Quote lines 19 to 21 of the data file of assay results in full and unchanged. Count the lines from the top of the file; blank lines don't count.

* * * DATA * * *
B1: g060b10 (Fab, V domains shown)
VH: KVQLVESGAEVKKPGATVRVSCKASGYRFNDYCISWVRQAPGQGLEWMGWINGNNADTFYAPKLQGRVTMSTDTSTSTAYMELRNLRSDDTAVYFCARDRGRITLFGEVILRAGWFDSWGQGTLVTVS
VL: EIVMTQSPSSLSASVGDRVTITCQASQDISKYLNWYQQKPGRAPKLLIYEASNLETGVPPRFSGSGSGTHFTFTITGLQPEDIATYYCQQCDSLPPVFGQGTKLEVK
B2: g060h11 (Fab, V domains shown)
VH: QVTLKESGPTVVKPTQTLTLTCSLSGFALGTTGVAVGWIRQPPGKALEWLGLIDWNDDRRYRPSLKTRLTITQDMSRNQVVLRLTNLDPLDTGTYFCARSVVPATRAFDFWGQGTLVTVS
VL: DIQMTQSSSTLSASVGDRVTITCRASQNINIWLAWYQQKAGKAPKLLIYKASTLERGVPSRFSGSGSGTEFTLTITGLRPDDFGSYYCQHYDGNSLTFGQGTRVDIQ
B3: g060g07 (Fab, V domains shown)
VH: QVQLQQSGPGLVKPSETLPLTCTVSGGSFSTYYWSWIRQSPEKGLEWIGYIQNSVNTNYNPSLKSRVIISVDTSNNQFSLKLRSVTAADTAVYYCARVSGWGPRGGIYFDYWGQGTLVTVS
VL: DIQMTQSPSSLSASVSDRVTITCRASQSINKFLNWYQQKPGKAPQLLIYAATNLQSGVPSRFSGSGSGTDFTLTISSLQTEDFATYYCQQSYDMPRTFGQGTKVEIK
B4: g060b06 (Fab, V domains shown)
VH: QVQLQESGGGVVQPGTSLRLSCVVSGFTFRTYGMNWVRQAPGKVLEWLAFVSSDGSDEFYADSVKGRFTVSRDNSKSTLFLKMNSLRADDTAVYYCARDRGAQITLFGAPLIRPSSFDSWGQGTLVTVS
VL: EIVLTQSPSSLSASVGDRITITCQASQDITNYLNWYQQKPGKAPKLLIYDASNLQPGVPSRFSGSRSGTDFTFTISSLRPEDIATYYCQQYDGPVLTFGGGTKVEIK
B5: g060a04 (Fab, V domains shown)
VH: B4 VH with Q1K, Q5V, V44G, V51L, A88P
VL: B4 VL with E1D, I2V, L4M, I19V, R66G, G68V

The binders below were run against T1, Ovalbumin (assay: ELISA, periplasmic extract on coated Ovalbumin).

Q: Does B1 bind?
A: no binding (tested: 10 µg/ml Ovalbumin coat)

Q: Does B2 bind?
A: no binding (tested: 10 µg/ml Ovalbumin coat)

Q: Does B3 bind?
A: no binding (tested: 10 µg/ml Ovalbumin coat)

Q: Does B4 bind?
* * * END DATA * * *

Q: Does B2 bind?
A: no binding (tested: 10 µg/ml Ovalbumin coat)

Q: Does B3 bind?